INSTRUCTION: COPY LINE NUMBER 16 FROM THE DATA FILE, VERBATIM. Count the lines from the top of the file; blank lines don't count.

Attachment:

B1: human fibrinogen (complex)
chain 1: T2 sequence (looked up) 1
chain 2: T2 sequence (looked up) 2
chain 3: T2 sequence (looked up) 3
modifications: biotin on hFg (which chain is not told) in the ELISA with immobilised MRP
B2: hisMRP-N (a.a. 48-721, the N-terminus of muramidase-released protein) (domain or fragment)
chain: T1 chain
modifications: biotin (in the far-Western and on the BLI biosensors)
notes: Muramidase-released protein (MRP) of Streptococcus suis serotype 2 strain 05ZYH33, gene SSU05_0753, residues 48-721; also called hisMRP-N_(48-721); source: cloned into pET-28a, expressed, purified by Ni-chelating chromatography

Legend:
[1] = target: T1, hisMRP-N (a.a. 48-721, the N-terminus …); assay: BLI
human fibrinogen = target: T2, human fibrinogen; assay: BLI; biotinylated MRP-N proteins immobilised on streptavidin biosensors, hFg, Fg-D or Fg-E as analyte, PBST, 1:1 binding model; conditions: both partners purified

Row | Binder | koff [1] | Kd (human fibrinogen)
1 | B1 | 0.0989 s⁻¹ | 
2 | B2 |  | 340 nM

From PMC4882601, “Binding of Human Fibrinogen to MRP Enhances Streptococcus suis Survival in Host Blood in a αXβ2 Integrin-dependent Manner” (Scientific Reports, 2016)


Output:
From PMC4882601, “Binding of Human Fibrinogen to MRP Enhances Streptococcus suis Survival in Host Blood in a αXβ2 Integrin-dependent Manner” (Scientific Reports, 2016)